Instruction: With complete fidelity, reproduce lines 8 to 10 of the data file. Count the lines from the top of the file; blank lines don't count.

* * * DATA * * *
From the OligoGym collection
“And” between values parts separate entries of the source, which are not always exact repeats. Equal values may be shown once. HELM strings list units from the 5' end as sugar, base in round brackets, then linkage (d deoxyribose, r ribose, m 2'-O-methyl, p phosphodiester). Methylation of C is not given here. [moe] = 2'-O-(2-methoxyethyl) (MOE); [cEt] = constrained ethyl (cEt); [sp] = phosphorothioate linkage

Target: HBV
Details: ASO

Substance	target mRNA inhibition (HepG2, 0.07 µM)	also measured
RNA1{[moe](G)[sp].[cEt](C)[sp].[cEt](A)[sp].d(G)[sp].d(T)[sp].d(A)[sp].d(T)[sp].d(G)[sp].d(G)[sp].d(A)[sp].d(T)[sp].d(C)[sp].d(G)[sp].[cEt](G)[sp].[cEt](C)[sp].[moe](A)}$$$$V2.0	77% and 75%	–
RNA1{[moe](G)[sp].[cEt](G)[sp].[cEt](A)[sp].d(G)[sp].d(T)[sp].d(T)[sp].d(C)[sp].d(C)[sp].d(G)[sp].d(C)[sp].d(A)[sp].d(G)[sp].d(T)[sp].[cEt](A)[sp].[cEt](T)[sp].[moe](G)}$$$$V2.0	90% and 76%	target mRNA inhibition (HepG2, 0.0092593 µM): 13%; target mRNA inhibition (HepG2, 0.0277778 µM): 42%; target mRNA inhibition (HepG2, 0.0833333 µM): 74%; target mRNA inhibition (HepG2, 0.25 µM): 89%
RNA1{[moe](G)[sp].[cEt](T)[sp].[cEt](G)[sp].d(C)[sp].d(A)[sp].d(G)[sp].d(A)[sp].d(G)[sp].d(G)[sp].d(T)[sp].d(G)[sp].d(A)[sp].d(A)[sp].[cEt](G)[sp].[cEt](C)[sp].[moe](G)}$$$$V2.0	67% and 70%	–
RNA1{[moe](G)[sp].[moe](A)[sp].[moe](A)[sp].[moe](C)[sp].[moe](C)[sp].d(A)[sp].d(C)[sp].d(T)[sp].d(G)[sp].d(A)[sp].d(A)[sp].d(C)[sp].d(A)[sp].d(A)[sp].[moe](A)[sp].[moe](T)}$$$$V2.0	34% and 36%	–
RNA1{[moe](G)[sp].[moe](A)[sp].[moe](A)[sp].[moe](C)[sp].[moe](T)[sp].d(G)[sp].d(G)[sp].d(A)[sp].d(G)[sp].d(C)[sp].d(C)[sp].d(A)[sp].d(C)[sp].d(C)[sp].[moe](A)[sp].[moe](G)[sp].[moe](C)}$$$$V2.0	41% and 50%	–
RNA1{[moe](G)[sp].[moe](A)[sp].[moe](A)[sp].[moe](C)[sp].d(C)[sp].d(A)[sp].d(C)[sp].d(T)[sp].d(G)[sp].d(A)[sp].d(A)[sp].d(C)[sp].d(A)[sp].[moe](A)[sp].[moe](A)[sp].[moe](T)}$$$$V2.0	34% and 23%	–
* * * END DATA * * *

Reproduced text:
RNA1{[moe](G)[sp].[cEt](T)[sp].[cEt](G)[sp].d(C)[sp].d(A)[sp].d(G)[sp].d(A)[sp].d(G)[sp].d(G)[sp].d(T)[sp].d(G)[sp].d(A)[sp].d(A)[sp].[cEt](G)[sp].[cEt](C)[sp].[moe](G)}$$$$V2.0	67% and 70%	–
RNA1{[moe](G)[sp].[moe](A)[sp].[moe](A)[sp].[moe](C)[sp].[moe](C)[sp].d(A)[sp].d(C)[sp].d(T)[sp].d(G)[sp].d(A)[sp].d(A)[sp].d(C)[sp].d(A)[sp].d(A)[sp].[moe](A)[sp].[moe](T)}$$$$V2.0	34% and 36%	–
RNA1{[moe](G)[sp].[moe](A)[sp].[moe](A)[sp].[moe](C)[sp].[moe](T)[sp].d(G)[sp].d(G)[sp].d(A)[sp].d(G)[sp].d(C)[sp].d(C)[sp].d(A)[sp].d(C)[sp].d(C)[sp].[moe](A)[sp].[moe](G)[sp].[moe](C)}$$$$V2.0	41% and 50%	–